The Seidenberg School is delighted to run the GenCyber workshop for high school teachers as it fully aligns with our cybersecurity initiative, which emphasizes the importance of cybersecurity education and awareness today and going forward. The School has been having a powerful impact in higher education and industry communities for years, but the chance to extend our impact into high school classrooms is an opportunity we are extremely proud of and enthusiastic about.
“We are excited to have you here,” said Assistant Dean Andreea Cotoranu. “This year, with this cohort, we are reaching [a total of] 90 high school teachers across the country that have been participating in Pace GenCyber. By teaching you, the teachers, we have an opportunity to impact thousands of students across the country and we are very proud of that.”
The Seidenberg School of Computer Science and Information Systems at Pace University is delighted to announce that Jonathan Hill, DPS, has been reappointed as Dean.
After two years of service as Dean of the Seidenberg School (following one year as Interim Dean), Dr. Hill has built a list of achievements that have elevated the School as an institution of academic excellence and opportunity for our students. Under Dean Hill’s leadership, enrollment at the Seidenberg School has grown year over year, and the School’s presence on both New York City and Pleasantville campuses has improved with new construction work, additional lab space, and active participation in unique programs like the Design Factory Global Network (DFGN).
In a letter to the Pace community, President Marvin Krislov wrote, “We appreciate and admire Dean Hill’s many accomplishments for the Seidenberg School and for the University. We look forward to his continued success and progress.”
Dean Hill’s ability to engage students, faculty, and staff in the community is reflected in the culture of the Seidenberg School – or, as we like to say, our Seidenberg fam!
We very much look forward to supporting Dean Hill in his vision for the Seidenberg School and continuing to offer a great student experience for Seidenberg and Pace students alike.
“Neither of us came here just to run,” Ricky Harris (BS in Computer Science ’20) says while teammate Dan Citardi (BS in Computer Science ’18) nods in agreement. “I chose to come to Pace University because of the great academic program and the great internship opportunities.”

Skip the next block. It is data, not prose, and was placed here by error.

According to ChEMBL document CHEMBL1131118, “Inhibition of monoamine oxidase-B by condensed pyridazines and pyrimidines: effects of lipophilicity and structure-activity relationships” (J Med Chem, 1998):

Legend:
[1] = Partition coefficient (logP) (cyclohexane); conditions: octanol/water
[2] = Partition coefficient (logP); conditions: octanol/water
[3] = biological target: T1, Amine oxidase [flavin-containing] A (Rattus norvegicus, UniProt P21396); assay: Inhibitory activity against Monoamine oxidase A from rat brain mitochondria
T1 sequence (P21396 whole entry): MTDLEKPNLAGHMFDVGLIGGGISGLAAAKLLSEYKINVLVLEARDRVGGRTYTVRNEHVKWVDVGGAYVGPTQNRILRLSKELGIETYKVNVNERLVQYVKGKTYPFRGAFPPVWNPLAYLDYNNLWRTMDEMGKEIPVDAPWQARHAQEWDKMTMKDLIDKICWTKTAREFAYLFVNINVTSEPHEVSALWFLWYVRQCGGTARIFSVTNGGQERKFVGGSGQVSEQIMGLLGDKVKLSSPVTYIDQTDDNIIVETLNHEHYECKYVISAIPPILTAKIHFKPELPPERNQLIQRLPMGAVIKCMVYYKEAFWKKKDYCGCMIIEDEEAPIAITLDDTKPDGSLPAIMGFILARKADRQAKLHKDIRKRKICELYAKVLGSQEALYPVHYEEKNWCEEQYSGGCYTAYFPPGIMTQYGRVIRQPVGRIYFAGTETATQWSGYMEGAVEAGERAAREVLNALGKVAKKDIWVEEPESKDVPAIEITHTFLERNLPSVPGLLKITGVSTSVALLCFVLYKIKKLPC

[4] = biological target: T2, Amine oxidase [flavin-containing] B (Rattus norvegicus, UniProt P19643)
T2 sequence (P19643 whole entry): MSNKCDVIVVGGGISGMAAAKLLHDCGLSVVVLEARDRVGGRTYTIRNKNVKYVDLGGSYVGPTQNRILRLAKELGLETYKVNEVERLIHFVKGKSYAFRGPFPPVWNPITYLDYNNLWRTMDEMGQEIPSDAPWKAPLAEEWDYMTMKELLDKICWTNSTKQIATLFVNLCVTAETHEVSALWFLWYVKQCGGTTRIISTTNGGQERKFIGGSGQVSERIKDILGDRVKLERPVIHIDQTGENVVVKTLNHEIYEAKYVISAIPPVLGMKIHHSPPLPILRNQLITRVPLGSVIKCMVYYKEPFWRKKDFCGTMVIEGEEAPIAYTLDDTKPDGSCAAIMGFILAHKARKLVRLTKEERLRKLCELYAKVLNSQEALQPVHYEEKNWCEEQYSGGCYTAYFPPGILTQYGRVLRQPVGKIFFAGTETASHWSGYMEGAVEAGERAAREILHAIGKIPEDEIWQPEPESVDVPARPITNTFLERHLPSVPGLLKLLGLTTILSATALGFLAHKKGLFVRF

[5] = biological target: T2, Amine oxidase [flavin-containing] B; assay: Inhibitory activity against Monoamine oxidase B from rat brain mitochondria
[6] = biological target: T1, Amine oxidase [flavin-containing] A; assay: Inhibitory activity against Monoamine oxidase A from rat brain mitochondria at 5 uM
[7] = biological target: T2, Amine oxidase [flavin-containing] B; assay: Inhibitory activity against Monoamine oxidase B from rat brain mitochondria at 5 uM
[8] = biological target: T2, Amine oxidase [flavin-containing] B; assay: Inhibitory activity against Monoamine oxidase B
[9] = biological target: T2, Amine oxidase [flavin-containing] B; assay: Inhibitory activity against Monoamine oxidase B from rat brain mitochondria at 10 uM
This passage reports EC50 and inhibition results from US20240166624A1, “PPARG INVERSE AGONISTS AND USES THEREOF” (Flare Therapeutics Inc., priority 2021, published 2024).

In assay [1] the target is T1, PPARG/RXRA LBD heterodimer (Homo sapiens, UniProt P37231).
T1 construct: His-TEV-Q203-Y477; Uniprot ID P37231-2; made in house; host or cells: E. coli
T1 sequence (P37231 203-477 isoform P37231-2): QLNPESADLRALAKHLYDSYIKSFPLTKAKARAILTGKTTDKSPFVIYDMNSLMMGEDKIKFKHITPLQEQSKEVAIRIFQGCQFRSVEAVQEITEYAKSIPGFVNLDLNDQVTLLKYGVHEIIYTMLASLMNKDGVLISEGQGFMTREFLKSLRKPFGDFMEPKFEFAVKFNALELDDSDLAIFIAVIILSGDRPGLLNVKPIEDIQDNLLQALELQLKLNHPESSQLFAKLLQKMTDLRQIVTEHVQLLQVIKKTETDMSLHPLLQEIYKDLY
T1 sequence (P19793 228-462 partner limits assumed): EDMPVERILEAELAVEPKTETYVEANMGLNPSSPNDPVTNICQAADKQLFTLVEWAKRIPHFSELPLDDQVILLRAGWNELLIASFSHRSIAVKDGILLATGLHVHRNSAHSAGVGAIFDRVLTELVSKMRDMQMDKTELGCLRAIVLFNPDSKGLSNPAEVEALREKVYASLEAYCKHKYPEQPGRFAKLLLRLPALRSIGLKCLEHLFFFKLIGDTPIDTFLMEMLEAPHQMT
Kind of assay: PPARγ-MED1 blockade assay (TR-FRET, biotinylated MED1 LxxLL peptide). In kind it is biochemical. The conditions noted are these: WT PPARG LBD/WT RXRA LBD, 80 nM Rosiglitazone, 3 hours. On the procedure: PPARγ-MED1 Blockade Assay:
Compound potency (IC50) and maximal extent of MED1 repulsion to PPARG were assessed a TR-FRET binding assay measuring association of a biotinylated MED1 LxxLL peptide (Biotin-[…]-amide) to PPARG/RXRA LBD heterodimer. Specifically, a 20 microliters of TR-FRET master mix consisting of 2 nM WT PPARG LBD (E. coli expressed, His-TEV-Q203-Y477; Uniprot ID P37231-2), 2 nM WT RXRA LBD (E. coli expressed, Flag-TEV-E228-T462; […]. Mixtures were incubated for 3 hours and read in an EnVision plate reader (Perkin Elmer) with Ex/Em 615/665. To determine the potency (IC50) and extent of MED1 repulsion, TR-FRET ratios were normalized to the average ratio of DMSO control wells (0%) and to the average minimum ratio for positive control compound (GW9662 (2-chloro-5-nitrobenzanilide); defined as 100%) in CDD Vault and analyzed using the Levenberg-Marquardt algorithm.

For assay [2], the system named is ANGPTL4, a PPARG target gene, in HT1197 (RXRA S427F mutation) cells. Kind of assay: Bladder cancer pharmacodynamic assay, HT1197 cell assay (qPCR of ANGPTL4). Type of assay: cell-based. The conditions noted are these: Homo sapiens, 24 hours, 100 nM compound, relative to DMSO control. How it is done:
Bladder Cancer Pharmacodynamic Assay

That particular choice paid off: Ricky interned at the White House in summer ’17 and has his eye on a number of very cool opportunities for his third summer at Pace. Spending a few months working in Washington DC wasn’t an excuse to slack on his fitness though. Did Ricky run, Captain America style, around the iconic National Mall park? “Every day,” he admits. You’ve got to stay in shape if you want to serve the country well!
While Ricky and Dan may not have come to Pace to run, it still figures greatly into their schedules and has been one of the most enduring memories of their Pace experience. Both cross country racers, these speedy computer scientists spend their weekdays taking capture the flag cybersecurity challenges or coding mobile apps and their weekends competing against other schools to traverse five miles of trails in the quickest time possible.
Many view running as a solitary sport, and it’s difficult to think of how a cross country ‘team’ can compete as a group when only one person can cross the finish line first. How do Ricky and Dan deal with the idea of working so hard as a group yet just one person getting the glory?
“Pace is its own team,” Ricky says.
“If the two of us are running together, we’ll push each other to go faster,” Dan adds. Rather than racing individually with the goal of placing in the top three, Pace runners strategize on how best to use each individual’s strengths and, when they need it, motivate one another to inch a little bit closer to the kind of peak performance that results in great victories. “Plus,” Dan continues, “I hate to say it, but there’s always bragging rights. If someone were to come out and beat me, of course I’m going to be more motivated to beat them the next time – especially if I see them all the time!”
All of that running takes time, though. Between practice, cross training, and the racing itself, there has to be a balance struck between ‘pace’ and ‘university’. How do the students juggle athletics and academics?
“I balance athletics and my studies by setting aside four to five hours a day to either study for a test or work on any assignments that were given to me and due within that week,” says Ricky, indicating that organization is key.